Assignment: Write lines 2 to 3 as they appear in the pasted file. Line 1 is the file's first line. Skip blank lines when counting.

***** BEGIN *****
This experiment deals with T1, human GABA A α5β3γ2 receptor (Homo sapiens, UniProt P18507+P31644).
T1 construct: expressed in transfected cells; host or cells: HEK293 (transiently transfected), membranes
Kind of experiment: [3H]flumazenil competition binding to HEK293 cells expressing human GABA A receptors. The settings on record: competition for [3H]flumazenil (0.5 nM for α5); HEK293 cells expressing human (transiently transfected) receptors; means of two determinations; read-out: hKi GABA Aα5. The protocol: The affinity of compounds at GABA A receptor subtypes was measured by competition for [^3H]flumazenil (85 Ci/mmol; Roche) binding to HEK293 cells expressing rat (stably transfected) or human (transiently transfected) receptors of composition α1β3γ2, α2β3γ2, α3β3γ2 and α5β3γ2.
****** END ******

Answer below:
T1 construct: expressed in transfected cells; host or cells: HEK293 (transiently transfected), membranes
Kind of experiment: [3H]flumazenil competition binding to HEK293 cells expressing human GABA A receptors. The settings on record: competition for [3H]flumazenil (0.5 nM for α5); HEK293 cells expressing human (transiently transfected) receptors; means of two determinations; read-out: hKi GABA Aα5. The protocol: The affinity of compounds at GABA A receptor subtypes was measured by competition for [^3H]flumazenil (85 Ci/mmol; Roche) binding to HEK293 cells expressing rat (stably transfected) or human (transiently transfected) receptors of composition α1β3γ2, α2β3γ2, α3β3γ2 and α5β3γ2.